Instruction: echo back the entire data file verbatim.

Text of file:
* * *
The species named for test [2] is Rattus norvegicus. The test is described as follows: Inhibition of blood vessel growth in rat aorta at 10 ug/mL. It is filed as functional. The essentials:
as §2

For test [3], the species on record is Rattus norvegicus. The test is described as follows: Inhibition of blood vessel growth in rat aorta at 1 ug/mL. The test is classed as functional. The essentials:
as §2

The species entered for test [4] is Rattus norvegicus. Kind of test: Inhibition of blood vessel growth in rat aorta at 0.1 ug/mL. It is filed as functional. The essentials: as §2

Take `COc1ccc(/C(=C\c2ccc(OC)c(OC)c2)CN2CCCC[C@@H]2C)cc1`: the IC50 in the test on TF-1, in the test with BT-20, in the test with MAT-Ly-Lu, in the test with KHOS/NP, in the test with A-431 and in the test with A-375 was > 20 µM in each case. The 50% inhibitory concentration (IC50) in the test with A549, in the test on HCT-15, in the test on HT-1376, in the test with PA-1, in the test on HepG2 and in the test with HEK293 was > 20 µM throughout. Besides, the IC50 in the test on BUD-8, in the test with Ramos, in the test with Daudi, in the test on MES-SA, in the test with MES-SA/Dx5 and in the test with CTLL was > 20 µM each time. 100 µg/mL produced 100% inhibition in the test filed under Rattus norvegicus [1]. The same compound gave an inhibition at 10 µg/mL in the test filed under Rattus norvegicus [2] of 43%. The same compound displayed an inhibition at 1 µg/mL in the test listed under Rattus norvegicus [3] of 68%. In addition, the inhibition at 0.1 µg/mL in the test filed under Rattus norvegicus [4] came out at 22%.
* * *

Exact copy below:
The species named for test [2] is Rattus norvegicus. The test is described as follows: Inhibition of blood vessel growth in rat aorta at 10 ug/mL. It is filed as functional. The essentials:
as §2

For test [3], the species on record is Rattus norvegicus. The test is described as follows: Inhibition of blood vessel growth in rat aorta at 1 ug/mL. The test is classed as functional. The essentials:
as §2

The species entered for test [4] is Rattus norvegicus. Kind of test: Inhibition of blood vessel growth in rat aorta at 0.1 ug/mL. It is filed as functional. The essentials: as §2

Take `COc1ccc(/C(=C\c2ccc(OC)c(OC)c2)CN2CCCC[C@@H]2C)cc1`: the IC50 in the test on TF-1, in the test with BT-20, in the test with MAT-Ly-Lu, in the test with KHOS/NP, in the test with A-431 and in the test with A-375 was > 20 µM in each case. The 50% inhibitory concentration (IC50) in the test with A549, in the test on HCT-15, in the test on HT-1376, in the test with PA-1, in the test on HepG2 and in the test with HEK293 was > 20 µM throughout. Besides, the IC50 in the test on BUD-8, in the test with Ramos, in the test with Daudi, in the test on MES-SA, in the test with MES-SA/Dx5 and in the test with CTLL was > 20 µM each time. 100 µg/mL produced 100% inhibition in the test filed under Rattus norvegicus [1]. The same compound gave an inhibition at 10 µg/mL in the test filed under Rattus norvegicus [2] of 43%. The same compound displayed an inhibition at 1 µg/mL in the test listed under Rattus norvegicus [3] of 68%. In addition, the inhibition at 0.1 µg/mL in the test filed under Rattus norvegicus [4] came out at 22%.